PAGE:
• Have a sound reputation management strategy: Almost three-quarters of all patients look at online reviews before they decide to make an appointment. Ensuring your clinic, practice, or healthcare organization has reviews that reflect an accurate patient experience is critical to your success. An accurate set of reviews can also help set patient expectations going in, which is essential to a successful patient experience.
  • Take care to set expectations: Make sure that you help patients set realistic expectations. This is especially true when it comes to your marketing. If patients expect miracle cures (especially if they read about them on your website), there will be no way to deliver a satisfactory patient experience. Ensure that your marketing does not overhype–and instead focuses on accurate and realistic expectations.
  • Combat misinformation: Ensuring that your online and in-person resources follow sound medical information and combat misinformation can help keep patients informed and build trust in your brand. 

No matter what individual steps you might take, a comprehensive patient experience strategy can help ensure that patients are more satisfied across all aspects of their interaction–from visiting your website to questions about billing.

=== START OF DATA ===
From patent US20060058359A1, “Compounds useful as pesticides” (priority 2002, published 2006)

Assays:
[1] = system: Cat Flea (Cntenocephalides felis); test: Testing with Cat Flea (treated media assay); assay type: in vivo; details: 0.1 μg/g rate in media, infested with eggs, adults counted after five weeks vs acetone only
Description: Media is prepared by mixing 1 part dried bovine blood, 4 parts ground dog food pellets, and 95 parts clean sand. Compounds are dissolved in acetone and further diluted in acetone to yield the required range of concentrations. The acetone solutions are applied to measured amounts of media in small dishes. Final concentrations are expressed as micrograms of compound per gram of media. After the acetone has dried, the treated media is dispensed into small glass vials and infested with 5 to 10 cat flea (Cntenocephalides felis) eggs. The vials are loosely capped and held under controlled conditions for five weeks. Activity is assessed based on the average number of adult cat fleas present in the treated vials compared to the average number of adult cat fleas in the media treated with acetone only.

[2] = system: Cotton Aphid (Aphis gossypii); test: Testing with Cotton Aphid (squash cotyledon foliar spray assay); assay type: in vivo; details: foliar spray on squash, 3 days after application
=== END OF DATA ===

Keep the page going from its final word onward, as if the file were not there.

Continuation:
Is Defensive Medicine a Good Thing?

Defensive medicine is influenced by situational pressures, patient demands, and is further complicated by the inefficient and outdated medical malpractice system. New measures need to be implemented to help eliminate these issues and minimize the use of defensive medicine. (This could help cut healthcare spending drastically.)

Healthcare organizations and medical companies today must at least acknowledge the impact that defensive medicine can have on patients and the patient experience. When you acknowledge that impact–from your marketing strategy to your appointment setting–you can take steps to insulate patients and to ensure that the patient experience is fantastic from start to finish.


Updated: November 2023